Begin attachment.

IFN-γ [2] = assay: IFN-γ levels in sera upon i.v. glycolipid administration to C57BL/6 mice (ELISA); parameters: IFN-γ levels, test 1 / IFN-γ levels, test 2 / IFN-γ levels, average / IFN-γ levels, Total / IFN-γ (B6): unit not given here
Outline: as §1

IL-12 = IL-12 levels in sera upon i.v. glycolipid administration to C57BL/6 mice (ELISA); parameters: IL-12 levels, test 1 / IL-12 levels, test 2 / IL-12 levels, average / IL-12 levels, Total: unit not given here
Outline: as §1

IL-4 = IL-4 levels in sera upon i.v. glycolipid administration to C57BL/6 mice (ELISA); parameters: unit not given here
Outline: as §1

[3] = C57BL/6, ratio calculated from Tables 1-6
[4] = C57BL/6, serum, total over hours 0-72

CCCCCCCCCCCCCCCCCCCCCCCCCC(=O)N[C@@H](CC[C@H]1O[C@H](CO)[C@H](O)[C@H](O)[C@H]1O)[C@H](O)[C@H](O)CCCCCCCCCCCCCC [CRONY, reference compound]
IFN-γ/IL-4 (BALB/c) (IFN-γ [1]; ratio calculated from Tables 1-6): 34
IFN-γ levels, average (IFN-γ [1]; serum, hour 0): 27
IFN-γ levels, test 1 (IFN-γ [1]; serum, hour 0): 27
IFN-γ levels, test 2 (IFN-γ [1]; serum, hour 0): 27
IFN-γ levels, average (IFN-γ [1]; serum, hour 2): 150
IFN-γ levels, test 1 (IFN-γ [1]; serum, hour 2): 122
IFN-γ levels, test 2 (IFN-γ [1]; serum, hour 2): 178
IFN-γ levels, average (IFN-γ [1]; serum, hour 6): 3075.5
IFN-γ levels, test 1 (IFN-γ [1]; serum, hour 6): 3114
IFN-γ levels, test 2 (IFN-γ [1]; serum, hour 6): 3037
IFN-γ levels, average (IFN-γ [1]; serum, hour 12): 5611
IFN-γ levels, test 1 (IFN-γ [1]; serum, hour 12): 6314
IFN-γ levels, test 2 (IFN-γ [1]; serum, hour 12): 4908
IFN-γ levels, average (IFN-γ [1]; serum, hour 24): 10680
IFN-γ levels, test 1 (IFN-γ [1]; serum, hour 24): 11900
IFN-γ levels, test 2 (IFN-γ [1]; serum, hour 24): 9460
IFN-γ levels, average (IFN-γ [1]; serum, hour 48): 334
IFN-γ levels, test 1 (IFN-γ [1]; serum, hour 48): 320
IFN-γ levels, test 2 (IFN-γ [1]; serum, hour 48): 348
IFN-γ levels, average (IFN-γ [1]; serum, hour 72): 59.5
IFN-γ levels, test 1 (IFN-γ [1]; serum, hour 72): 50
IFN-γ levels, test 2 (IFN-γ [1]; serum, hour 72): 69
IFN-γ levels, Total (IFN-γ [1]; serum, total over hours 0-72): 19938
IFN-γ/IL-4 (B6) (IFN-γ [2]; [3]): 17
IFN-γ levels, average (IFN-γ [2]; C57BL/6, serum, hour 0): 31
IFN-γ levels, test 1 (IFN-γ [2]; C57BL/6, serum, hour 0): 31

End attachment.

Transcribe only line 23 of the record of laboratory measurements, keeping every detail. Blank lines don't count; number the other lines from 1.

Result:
IFN-γ levels, average (IFN-γ [1]; serum, hour 24): 10680